2.98% for Investor class, on assets of $141 million. Institutional shares charge 2.73% and Super Institutional shares cost 2.48%. For the Institutional share class the funds expenses are capped at 2.23% and 1.99% for the Super Institutional share class.

Comments

Things are going well for the folks at Balter Invenomic.

Ali Motamed manages Balter Invenomic Fund (BIVIX), which launched in June 2017, but he’s been playing this game for far longer. Mr. Motamed was Co-Portfolio Manager of the Boston Partners Long/Short Equity Fund (BPLEX/BPLSX). In that role, Mr. Motamed was awarded Portfolio Manager of the Year in the Alternatives Category by Morningstar in 2014. Like many fund entrepreneurs, he chafed under the constraints of working within a large, bureaucratic organization. In October 2015, he left Boston Partners and founded Invenomic Capital Management with the intention to advise individuals, advisory firms, family offices, endowments, foundations, trusts, charitable organizations, and pension plans in an investment capacity.

What does “invenomic” mean? Good question. It’s a term invented by Mr. Motamed to try to capture his investing philosophy. The INVE represents investing. The NOMIC part means “having the general force of natural law”. It’s the suffix in economic and socionomic. He named the firm Invenomic because he views the firm’s investment strategy as a technologically enabled version of the original hedge fund structures that were based on fundamental analysis.

Mr. Motamed believes strongly that fundamental analysis is the most time-tested method of investing. However, as human beings, we are not as efficient as computers and have the prospect of falling into behavioral traps, perhaps repeatedly. The solution is a quantitative system that creates structural safeguards against human frailty. By way of example, many professional investors revel in all of the contact they have with management teams. Mr. Motamed and his team, contrarily, stay as far from management teams as possible:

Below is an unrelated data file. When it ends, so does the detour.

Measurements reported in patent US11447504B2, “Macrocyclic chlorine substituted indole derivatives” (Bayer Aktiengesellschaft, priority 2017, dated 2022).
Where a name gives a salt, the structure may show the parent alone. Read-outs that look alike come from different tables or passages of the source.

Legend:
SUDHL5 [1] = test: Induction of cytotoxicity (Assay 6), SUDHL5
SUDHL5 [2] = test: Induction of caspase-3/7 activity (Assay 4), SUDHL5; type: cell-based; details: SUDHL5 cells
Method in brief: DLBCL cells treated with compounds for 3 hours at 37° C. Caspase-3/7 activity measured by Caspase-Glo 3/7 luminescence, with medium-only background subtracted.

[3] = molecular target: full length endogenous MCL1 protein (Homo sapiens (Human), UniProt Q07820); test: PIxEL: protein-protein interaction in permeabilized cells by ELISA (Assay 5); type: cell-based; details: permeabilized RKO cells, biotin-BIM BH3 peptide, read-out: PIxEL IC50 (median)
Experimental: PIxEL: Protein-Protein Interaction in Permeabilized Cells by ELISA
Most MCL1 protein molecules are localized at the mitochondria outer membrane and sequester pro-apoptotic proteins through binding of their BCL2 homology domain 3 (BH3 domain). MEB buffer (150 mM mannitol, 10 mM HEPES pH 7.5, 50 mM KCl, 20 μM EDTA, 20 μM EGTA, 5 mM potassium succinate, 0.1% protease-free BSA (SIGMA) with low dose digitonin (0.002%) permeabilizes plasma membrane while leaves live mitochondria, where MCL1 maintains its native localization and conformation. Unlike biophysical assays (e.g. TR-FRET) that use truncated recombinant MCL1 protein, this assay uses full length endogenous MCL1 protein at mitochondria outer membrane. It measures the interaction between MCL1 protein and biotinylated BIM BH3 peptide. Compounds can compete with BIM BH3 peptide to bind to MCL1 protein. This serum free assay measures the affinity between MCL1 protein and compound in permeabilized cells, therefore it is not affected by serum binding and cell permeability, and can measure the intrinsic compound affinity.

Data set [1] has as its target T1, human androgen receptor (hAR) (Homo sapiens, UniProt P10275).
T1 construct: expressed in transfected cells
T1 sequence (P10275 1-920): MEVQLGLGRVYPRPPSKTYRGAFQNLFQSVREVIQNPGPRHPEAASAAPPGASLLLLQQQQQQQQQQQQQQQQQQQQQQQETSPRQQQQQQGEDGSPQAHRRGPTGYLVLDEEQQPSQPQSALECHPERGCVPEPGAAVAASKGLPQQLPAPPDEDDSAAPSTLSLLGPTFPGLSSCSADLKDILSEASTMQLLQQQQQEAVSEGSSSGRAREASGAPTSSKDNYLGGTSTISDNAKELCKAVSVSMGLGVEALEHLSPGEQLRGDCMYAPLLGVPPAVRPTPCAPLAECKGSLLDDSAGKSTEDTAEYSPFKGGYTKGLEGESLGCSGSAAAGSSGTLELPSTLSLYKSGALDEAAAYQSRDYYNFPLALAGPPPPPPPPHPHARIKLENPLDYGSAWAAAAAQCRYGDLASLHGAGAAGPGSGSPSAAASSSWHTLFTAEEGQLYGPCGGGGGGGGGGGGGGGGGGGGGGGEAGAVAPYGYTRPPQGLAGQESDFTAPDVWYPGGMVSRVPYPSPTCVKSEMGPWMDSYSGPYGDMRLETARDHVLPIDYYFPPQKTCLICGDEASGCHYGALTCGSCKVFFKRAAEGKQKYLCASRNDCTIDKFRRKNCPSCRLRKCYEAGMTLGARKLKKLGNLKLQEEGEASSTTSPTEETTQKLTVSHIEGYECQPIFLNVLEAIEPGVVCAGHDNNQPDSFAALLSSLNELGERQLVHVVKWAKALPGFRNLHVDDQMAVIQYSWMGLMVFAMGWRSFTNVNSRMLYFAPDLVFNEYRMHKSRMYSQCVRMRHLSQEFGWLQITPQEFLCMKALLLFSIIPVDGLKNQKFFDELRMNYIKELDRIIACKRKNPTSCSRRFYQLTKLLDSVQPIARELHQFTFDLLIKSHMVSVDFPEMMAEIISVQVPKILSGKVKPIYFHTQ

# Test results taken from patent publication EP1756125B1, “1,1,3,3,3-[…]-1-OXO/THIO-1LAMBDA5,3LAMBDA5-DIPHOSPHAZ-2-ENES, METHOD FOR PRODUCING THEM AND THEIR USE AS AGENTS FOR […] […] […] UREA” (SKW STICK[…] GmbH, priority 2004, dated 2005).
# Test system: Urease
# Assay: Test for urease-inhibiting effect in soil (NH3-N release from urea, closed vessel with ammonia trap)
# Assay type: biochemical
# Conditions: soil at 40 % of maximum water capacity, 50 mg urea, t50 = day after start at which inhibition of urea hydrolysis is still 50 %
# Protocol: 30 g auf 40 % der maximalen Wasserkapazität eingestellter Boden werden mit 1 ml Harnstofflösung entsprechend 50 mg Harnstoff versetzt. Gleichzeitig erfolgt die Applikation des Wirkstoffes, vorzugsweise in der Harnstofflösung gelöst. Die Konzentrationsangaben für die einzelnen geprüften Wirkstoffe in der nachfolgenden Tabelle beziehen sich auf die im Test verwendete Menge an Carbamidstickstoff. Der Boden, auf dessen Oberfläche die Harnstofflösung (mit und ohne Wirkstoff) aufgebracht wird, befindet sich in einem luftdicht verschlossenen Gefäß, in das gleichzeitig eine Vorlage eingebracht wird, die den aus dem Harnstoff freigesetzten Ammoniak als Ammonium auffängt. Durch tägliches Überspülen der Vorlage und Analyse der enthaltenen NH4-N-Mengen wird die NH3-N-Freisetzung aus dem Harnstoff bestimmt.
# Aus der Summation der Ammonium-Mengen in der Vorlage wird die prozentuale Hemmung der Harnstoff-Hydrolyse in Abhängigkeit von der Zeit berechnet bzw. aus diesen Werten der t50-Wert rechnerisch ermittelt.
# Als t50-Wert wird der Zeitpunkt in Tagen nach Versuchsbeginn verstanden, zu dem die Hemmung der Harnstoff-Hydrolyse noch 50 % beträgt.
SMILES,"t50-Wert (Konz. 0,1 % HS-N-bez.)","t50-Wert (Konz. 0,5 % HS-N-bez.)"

Generally speaking, companies whose stock we short are led by excellent communicators with charm and charisma. Their job is to create value for their shareholders, and having an overvalued stock should be a badge of honor. Very rarely do the leaders of these companies end up going to jail. What they do, however, is selectively disclose information that positions their company in a favorable light.

Invenomic’s solution is to maintain rigorous four page statistical profiles about each firm in its universe, where each of the data points illustrates something about a firm’s prospects that is more revealing than their management team’s sweet words. The goal is to use a rich array of data because there are, Mr. Motamed argues, “many paths to ‘value.’ There are companies that on their own intrinsic basis can justify a higher valuations; too many investors fret about p/e which is an invariant metric. We take a slightly broad definition with a tight process to evaluate 4,000 companies, which allows us to be value oriented without being doctrinaire, especially in the context of our short portfolio.”